The Bolt is small, but seems, from the materials and videos I’ve seen, reasonably roomy inside. The front seats, on the other hand, may be a bit snug. I cannot really tell without actually sitting in one of these autos.
Both the Bolt and the Leaf cannot, as a practical matter, be used for any sort of distance driving. It would appear that the available charging stations are somewhat spotty in maintenance, slow in recharging EVs, and some are quite expensive for the service they provides.

Tesla:
The “elephant in the room” is, of course, Tesla. Some pros, a bunch of cons. The vehicles are beautiful, which is nice, have wonderful 80% charge range, but they can be serviced only at Tesla facilities. The closest to us is in Phoenix, three hours, each way, from where we live! Until Tucson has a Tesla service center, this discussion is strictly academic.

They are pricey. As nice as the Model 3 is, the version which I’d be interested in purchasing would run us around fifty thousand dollars. If I ever did buy a Tesla, it’d likely be a used model.

Their quality control is, to be blunt, spotty. Too much gee-whiz stuff without sufficient consideration to the practical realities of real world use. Lots to go wrong. Lots of very expensive things can go wrong, technical gadgets to get out of whack and unnecessary parts that just beg to go out of kilter (case in point, those silly door handles. Really?)

Tesla maintenance and repairs are expensive. Really expensive. You don’t want to have a minor fender bender in your Tesla. Furthermore, Tesla is the only game in town for dealing with such matters. Yeah, there are pros and cons to that business model. Makes me nervous.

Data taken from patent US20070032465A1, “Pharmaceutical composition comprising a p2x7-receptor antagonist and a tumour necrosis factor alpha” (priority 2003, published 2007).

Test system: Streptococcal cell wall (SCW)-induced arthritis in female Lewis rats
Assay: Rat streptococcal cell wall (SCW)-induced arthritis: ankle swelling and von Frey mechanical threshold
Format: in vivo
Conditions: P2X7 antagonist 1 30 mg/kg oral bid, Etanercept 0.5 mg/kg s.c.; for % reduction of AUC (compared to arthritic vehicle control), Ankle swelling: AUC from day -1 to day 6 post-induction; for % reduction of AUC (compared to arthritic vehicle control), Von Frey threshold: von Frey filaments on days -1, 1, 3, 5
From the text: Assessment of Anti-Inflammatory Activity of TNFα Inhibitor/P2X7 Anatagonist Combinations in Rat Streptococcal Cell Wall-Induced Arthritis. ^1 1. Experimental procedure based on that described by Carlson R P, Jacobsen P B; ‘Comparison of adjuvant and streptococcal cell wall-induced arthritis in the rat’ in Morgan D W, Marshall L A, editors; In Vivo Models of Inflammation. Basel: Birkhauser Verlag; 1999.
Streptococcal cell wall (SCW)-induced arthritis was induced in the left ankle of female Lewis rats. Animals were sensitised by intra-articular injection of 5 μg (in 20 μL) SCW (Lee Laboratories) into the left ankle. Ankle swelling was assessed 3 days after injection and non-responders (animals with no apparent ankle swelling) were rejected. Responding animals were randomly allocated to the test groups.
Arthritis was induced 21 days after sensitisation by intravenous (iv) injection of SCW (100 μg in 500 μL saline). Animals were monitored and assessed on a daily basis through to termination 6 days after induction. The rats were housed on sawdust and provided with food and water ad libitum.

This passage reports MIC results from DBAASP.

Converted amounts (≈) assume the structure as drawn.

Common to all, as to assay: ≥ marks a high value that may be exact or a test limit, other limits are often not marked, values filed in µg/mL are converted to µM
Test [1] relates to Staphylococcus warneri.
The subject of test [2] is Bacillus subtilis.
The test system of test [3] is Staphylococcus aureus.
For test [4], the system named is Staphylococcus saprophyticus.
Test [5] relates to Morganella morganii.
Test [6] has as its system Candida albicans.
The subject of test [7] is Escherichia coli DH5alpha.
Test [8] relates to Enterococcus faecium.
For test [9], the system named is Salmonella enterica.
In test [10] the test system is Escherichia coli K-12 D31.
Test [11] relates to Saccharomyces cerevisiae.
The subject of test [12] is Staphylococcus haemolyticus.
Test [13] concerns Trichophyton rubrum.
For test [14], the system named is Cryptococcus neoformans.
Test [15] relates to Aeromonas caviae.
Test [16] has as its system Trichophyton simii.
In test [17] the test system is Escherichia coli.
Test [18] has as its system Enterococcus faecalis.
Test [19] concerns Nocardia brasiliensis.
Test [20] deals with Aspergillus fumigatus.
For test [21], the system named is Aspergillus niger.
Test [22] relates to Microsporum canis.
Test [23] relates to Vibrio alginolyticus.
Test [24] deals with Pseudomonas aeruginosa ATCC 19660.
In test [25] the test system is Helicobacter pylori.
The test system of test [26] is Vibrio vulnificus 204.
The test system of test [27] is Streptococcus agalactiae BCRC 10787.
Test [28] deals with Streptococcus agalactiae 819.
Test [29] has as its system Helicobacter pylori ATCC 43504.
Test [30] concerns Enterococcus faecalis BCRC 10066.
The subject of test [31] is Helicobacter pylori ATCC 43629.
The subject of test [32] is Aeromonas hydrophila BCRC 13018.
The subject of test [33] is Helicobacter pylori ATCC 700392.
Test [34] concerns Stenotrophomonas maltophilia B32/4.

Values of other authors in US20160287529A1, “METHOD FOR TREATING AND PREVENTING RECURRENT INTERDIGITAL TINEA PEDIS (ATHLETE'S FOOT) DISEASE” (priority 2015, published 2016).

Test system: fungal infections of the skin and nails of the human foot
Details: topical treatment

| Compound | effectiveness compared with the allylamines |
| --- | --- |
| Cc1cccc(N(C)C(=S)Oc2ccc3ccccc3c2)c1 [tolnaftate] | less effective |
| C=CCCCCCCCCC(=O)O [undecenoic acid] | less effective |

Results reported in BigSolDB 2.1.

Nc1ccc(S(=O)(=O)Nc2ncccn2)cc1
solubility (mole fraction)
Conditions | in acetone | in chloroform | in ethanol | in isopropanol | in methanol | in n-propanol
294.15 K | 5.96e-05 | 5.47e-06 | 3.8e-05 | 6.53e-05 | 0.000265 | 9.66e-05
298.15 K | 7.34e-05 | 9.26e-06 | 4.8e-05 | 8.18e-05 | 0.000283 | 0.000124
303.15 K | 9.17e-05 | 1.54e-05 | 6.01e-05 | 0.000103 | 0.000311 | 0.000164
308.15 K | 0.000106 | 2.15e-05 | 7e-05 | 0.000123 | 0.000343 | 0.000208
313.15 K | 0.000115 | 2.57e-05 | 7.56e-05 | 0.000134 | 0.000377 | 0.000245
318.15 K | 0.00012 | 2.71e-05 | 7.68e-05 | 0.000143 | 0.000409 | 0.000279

The company does seem to have their battery issues under control. Internal cooling of batteries is a good thing. I would not hesitate to operate one of their vehicles on a “warm” day.

The biggest selling point for Tesla is that wonderfully growing array of charging stations. Now, if I were king, I’d have worked out some sort of a deal where all the EVs on the road would have to have identical charging ports and, furthermore, I would have one or more car companies come to a deal with Tesla in order for their vehicles to have access to these stations. Yes, I’m a dreamer.

Bottom line; I’m pulling for the Leaf. Well thought out, well put together, but needs to address its battery issues. I truly hope the company does so. And when it does, I hope to buy one.

Good luck to all!

Rich
(cool on the Cape at the moment, but soon warmer in AZ!)

hyperionmark
Posts: 121
Joined: Tue Jan 31, 2017 11:46 am
Delivery Date: 31 Jan 2017
Location: Nebraska

Re: View of the current EV world by a non-EV owner

Tue Sep 12, 2017 3:31 pm